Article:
DUBAI: Our new series looks at the superfoods you should be adding to your diet to help toward living a longer and healthier life. Devinder Bains, personal trainer and nutrition coach at Fit Squad DXB, feeds you some bite-sized advice…
Bell peppers are not only inexpensive and tasty, they are a flexible food that can be eaten raw or cooked. Add them to pretty much anything from salads, omelets and pastas to curries and stews or roast and fill as a side with meat dishes. Here are five ways they can improve your health.
Boost your immune system
Bell peppers are super high in vitamin C, with red bell peppers containing almost double the amount found in oranges. Vitamin C has been linked to increasing the production of white blood cells – which are essential when fighting infections – and as the body is unable to produce or store vitamin C, it is essential to get it from food.
Promote good skin
This savory “fruit” is brimming with beta carotene, which gives bell peppers their rich color, and is converted into vitamin A in the body which helps speed up healing, prevents breakouts and keeps the skin hydrated. Vitamin A helps maintain a healthy dermis and epidermis – the top two layers of the skin. Vitamin C also plays its part by making collagen, which provides the foundation of skin and can help to reduce wrinkles.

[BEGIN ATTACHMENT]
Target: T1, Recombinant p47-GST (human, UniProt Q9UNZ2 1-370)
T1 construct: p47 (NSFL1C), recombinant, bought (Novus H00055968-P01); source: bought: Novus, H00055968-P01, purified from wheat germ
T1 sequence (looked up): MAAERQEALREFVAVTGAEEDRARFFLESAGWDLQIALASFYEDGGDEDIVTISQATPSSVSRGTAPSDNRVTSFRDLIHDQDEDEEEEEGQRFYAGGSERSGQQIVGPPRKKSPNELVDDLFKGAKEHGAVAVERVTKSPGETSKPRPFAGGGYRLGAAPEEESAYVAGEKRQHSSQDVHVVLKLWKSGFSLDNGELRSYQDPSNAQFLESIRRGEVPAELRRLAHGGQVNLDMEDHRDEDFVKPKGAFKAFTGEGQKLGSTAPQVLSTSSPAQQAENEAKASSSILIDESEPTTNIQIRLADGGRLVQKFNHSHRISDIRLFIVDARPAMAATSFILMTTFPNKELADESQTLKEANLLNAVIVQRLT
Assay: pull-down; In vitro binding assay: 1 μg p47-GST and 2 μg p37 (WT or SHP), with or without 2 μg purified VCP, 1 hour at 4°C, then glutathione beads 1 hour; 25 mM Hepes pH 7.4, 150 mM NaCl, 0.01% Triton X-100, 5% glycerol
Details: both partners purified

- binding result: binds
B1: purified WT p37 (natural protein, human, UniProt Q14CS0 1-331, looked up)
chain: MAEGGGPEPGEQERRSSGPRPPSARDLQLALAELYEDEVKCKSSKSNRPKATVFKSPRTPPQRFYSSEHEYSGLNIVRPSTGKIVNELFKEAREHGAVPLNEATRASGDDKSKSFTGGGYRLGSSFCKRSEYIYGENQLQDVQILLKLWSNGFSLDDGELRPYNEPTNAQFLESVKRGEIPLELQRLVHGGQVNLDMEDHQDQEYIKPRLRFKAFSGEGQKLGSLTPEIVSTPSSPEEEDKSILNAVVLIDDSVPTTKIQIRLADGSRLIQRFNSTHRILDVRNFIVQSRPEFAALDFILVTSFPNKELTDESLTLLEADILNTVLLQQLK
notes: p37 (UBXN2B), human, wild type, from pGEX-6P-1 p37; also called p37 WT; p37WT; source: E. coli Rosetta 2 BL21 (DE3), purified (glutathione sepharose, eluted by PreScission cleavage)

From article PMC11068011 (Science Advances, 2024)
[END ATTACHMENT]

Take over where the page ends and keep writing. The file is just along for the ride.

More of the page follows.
Help fight cancer
As well as containing a long list of micronutrients that have demonstrated cancer-fighting properties, eating bell peppers has been linked with lowering the risk of liver and prostate cancers. Studies have also shown that flavonoids in the food could also inhibit growth of breast cancer cells.
Bell peppers can activate a thermogenic (heat) affect in the body, although milder than that of hot peppers, it does still increase metabolism – meaning you’ll burn more calories than normal – and without the hot sweats that come with spicy food.
Improved eye health
This is another benefit courtesy of the high vitamin A count, which protects the cornea (surface of the eye), supports the retina (back of the eye) to improve night vision, and has also been linked to slowing vision loss that comes with age.